Question: A patient presents with foot pain 4 hours after contact with a chemical in the garage.  What chemical exposure likely caused this injury?

  1. Ethylene Glycol
  2. Hydrofluoric Acid
  3. Petroleum
  4. Propylene Glycol
  5. Sodium Hypochlorite

Answer: 2

Hydrofluoric Acid

What is Hydrofluoric Acid

Hydrofluoric Acid (HF) is widely used in industrial settings as well as in household cleaning products such as rust removers. Dermal exposure can cause significant delayed effects, and life- threatening systemic effects can occur through any route of exposure. [1,2] Fatal exposures to HF share features of hypocalcemia, hypomagnesemia, and often hyperkalemia. Fatalities occur as a result of sudden onset myocardial conduction failure or ventricular fibrillation [1-4].

Clinical Presentation – Dermal [1, 5]

  • Severity of pain and tissue injury are directly related to the HF concentration.
  • Household products with low HF concentrations < 20% typically have a delay of hours before pain develops; products with HF concentrations > 20% cause pain and tissue damage within minutes of the exposure.
  • Tissue may initially appear “normal” but can progress to develop hyperemia and white discoloration.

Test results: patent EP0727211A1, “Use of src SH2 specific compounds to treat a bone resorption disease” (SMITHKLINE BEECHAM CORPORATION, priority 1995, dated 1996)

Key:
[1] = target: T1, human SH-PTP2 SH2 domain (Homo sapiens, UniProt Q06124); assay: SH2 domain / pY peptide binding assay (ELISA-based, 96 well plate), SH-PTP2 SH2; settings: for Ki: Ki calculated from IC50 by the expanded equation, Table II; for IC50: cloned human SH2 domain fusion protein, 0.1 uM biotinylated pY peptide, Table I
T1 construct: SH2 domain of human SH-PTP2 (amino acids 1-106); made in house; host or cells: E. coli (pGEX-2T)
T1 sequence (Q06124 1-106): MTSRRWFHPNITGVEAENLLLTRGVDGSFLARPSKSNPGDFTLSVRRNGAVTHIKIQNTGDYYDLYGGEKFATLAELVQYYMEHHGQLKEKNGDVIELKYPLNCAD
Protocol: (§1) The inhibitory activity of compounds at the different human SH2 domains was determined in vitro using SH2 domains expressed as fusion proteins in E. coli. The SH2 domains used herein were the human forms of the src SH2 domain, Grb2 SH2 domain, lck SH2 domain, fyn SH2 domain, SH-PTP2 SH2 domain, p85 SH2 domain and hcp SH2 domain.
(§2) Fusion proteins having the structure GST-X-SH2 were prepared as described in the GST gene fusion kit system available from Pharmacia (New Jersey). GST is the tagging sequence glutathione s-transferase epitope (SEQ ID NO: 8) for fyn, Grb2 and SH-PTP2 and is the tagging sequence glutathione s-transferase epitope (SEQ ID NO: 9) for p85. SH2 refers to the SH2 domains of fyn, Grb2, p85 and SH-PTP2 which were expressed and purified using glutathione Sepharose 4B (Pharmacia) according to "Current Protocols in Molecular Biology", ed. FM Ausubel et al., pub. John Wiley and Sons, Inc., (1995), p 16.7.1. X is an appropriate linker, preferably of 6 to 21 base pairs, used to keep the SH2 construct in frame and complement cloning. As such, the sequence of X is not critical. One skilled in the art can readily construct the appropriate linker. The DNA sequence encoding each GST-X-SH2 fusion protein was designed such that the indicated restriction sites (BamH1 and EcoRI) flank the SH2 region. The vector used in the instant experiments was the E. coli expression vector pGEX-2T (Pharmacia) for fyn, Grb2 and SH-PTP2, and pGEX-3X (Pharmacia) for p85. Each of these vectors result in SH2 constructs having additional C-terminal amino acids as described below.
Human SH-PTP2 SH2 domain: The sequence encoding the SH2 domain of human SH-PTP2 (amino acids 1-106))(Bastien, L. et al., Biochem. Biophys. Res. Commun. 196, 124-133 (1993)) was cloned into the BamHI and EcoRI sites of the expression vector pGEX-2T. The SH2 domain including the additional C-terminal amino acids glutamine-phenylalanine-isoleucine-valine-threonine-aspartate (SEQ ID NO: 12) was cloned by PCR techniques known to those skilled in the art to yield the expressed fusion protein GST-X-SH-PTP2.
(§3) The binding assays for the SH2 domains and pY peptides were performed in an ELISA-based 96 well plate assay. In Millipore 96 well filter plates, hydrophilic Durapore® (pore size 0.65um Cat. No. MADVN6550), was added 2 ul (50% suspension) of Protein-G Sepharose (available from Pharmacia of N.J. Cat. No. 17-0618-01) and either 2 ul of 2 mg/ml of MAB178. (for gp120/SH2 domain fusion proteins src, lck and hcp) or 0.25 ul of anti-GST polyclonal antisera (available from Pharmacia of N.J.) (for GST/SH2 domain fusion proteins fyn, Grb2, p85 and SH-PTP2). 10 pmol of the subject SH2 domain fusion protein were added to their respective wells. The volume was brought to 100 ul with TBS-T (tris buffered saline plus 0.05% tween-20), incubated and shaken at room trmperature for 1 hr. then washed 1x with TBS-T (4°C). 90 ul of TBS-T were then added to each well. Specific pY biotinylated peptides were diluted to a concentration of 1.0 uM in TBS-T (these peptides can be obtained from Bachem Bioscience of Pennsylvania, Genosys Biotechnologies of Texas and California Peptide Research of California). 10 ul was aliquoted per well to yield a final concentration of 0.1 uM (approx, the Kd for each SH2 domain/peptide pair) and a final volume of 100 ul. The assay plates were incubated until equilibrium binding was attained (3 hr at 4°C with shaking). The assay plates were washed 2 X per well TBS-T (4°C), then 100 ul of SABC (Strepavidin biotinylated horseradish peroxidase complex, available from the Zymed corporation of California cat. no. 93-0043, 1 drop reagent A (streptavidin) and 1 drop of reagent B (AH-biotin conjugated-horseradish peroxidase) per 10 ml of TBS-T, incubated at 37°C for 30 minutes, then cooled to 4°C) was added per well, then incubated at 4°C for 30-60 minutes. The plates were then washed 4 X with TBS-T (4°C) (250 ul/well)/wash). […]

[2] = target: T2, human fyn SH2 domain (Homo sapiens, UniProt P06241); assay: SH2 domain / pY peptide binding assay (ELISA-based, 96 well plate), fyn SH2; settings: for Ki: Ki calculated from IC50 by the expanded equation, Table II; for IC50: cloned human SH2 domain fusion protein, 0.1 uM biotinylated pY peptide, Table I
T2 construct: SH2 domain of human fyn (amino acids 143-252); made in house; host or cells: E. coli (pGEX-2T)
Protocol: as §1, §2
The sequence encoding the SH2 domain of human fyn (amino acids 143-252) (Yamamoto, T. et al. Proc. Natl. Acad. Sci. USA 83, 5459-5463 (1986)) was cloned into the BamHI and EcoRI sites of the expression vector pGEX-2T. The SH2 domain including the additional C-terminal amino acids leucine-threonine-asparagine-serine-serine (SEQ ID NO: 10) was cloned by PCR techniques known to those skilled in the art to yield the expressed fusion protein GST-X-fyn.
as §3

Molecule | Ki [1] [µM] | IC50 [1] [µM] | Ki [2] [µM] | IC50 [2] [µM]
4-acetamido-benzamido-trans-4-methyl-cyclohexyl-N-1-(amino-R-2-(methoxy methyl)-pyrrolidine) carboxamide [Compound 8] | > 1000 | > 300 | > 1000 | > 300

• Fluoride ions bind avidly to extracellular and intracellular stores of calcium and magnesium leading to local cellular dysfunction and necrosis.
  • Deposition of calcium fluoride in tissues may explain systemic effects as well as severity of pain.
  • With high concentrations and/or high body surface area burns, systemic effects include hypocalcemia, hypomagnesemia, hyperkalemia, and cardiac dysrhythmias.

Treatment [1, 3-12]

  • For dermal exposure, remove clothing and copiously irrigate with water or saline
  • Be careful to avoid secondary exposure to health care providers
  • Apply topical calcium gel directly to the affected area(s)
  • Hand burns can be placed in a glove containing calcium slurry
  • Local injection of dilute calcium gluconate and intravascular administration of calcium have also been described, however extreme caution should be exercised if considering these therapies [1,5-8].